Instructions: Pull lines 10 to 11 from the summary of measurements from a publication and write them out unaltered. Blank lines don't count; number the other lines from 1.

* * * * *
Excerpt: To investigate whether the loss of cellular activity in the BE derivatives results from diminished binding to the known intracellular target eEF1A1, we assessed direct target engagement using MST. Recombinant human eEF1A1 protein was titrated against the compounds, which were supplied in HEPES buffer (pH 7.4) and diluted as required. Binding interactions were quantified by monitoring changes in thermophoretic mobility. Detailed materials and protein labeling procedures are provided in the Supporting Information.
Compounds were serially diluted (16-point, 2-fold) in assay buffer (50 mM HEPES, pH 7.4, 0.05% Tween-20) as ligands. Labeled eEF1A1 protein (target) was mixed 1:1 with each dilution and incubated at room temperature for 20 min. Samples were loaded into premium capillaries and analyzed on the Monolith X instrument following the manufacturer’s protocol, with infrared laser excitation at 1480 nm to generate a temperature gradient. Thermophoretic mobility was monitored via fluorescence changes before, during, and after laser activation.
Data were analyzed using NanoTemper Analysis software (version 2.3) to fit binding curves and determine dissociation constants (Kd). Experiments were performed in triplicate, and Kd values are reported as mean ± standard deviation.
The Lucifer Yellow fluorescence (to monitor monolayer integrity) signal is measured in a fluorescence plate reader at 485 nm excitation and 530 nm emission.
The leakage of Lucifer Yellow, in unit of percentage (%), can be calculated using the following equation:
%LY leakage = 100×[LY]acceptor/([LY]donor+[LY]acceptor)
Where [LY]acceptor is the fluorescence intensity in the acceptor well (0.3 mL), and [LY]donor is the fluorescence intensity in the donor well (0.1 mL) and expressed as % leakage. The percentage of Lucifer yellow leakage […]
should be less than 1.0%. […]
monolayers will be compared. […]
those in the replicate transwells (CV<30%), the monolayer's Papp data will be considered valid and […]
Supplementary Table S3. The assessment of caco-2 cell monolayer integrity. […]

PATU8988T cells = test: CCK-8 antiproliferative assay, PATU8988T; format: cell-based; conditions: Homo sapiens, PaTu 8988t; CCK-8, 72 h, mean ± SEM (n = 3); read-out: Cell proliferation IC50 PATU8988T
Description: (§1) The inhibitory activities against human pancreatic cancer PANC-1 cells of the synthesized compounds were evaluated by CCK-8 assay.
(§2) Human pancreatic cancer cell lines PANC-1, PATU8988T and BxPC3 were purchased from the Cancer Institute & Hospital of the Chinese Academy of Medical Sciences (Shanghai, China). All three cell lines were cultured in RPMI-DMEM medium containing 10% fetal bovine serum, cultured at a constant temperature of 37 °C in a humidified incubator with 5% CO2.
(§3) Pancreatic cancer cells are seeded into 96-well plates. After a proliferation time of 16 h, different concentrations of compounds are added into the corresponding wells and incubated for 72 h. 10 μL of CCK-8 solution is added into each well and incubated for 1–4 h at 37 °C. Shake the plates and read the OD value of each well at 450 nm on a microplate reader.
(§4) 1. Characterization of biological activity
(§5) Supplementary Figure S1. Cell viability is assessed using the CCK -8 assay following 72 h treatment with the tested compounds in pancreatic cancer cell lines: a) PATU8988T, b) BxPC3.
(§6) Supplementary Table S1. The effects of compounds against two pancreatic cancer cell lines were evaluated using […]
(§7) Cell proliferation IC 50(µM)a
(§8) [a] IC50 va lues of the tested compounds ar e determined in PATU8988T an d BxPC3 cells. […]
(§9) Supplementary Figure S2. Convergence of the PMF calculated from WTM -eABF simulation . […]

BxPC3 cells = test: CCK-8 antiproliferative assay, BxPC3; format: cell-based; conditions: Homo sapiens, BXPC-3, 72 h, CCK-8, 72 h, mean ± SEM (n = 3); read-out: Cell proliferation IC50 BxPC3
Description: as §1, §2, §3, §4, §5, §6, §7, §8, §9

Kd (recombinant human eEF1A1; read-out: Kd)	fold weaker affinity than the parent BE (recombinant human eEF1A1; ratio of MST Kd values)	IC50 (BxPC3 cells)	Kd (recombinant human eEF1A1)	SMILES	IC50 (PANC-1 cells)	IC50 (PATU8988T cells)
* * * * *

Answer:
those in the replicate transwells (CV<30%), the monolayer's Papp data will be considered valid and […]
Supplementary Table S3. The assessment of caco-2 cell monolayer integrity. […]